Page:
This current action was filed by Banterra Bank against Osborne and Paul Hendrick on December 12, 2008, in McCraken County Circuit Court. It was removed to federal court based on diversity on January 20, 2009. This action concerns the October 26, 2006, line of credit loan for $300, 000.00. The loan was collateralized and there were two personal guaranty agreements executed by both Hendrick and Osborne. Osborne was serving on the Law School's Board of Directors at this time. The loan was fully secured by three lots of approximately ten acres each in Paducah's Information Age Park. At the time of the loan, the Law School reported to Banterra the lots were valued at $1, 455, 000.00. The Law School was unable to pay the note on the stated maturity date, and subsequently filed for Chapter 7 bankruptcy relief. Banterra then notified Hendrick and Osborne of the Law School's default and made demand for payment of the note. The note remains unpaid.

         Osborne filed a Third Party Complaint and Answer of the Defendant on February 25, 2009. Osborne alleges in his Third Party Complaint that Shelton is liable to Osborne for the debt to Banterra Bank because Shelton misrepresented information to Osborne which induced him to guaranty that debt personally. Shelton filed a Counterclaim with his Answer on April 20, 2009, alleging Osborne breached the Agreement and Release. Shelton moves for summary judgment as to Osborne's claims against him and his claims against Osborne for breach of the Agreement and Release. Shelton requests dismissal of the action, as well as attorneys fees and litigation costs.

         STANDARD

         Summary judgment is appropriate where “the pleadings, the discovery and disclosure materials on file, and any affidavits show that there is no genuine issue as to any material fact and that the movant is entitled to judgment as a matter of law.” Fed.R.Civ.P. 56(c). In determining whether summary judgment is appropriate, a court must resolve all ambiguities and draw all reasonable inferences against the moving party. See Matsushita Elec. Indus. Co. v. Zenith Radio Corp., 475 U.S. 574, 587 (1986).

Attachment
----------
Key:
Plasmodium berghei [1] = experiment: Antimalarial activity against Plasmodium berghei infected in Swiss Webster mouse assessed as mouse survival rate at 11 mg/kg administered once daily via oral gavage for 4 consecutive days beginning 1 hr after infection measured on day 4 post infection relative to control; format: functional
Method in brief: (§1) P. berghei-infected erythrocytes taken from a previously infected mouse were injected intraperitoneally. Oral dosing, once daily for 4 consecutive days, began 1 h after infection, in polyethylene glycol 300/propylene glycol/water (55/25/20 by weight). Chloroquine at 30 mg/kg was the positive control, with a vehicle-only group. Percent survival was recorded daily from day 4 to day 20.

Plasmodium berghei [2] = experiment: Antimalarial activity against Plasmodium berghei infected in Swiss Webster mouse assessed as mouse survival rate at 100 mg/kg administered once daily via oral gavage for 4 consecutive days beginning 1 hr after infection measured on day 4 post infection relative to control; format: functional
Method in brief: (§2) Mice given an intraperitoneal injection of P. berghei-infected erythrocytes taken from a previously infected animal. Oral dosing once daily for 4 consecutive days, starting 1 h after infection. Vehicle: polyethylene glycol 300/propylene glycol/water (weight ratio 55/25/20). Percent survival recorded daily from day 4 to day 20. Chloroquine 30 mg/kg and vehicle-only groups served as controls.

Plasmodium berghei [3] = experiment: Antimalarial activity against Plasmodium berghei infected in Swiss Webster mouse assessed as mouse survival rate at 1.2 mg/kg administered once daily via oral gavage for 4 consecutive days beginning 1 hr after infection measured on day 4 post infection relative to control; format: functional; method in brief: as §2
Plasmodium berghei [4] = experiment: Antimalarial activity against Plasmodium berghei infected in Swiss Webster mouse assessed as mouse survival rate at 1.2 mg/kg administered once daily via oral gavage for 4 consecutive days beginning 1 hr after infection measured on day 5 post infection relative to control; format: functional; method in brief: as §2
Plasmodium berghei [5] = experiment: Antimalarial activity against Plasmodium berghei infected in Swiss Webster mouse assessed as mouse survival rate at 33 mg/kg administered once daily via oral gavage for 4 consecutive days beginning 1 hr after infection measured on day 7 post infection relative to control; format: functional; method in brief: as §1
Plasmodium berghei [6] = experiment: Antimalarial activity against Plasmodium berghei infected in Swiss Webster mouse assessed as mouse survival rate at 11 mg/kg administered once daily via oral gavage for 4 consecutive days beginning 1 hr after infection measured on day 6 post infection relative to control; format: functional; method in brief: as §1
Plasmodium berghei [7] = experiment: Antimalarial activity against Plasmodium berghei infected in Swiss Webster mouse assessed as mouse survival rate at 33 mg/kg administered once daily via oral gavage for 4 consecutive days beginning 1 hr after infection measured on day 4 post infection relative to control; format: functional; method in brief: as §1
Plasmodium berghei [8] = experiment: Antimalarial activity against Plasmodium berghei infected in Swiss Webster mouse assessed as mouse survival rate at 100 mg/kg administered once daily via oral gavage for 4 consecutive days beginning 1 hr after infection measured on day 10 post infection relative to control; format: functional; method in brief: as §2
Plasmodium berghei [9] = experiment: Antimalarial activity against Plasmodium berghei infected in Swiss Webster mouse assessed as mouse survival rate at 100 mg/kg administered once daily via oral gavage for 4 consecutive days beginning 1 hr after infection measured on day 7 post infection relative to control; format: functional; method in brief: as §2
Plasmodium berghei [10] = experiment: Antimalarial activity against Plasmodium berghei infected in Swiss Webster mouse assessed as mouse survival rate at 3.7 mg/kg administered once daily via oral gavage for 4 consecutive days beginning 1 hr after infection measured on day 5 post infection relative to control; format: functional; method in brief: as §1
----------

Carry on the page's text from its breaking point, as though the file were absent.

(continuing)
“[N]ot every issue of fact or conflicting inference presents a genuine issue of material fact.” Street v. J. C. Bradford & Co., 886 F.2d 1472, 1477 (6th Cir. 1989). The test is whether the party bearing the burden of proof has presented a jury question as to each element in the case. Hartsel v. Keys, 87 F.3d 795, 799 (6th Cir. 1996). The nonmoving party must present more than a mere scintilla of evidence in support of his position; the nonmoving party must present evidence on which the trier of fact could reasonably find for the nonmoving party. See Id. (citing Anderson v. Liberty Lobby, Inc., 477 U.S. 242, 252 (1986)). Mere speculation will not suffice to defeat a motion for summary judgment: “the mere existence of a colorable factual dispute will not defeat a properly supported motion for summary judgment. A genuine dispute between the parties on an issue of material fact must exist to render summary judgment inappropriate.” Moinette v. Elec. Data Sys. Corp., 90 F.3d 1173, 1177 (6th Cir. 1996).

         Finally, while Kentucky state law is applicable to this case pursuant to Erie Railroad v. Tompkins, 304 U.S. 64 (1938), a federal court in a diversity action applies the standards of Fed.R.Civ.P. 56, not “Kentucky's summary judgment standard as expressed in Steelvest, Inc. v. Scansteel Serv. Ctr., Inc., 807 S.W.2d 476 (Ky. 1991).” Gafford v. Gen. Elec. Co., 997 F.2d 150, 165 (6th Cir. 1993).

         DISCUSSION

         Shelton has asserted that the claims of Osborne in the Third Party Complaint are barred by res judicata and the release affirmed in the Agreement and Release. Shelton also asserts that he is entitled to judgment as a matter of law as to his claims against Osborne arising from breach of the Agreement and Release.

         I. ...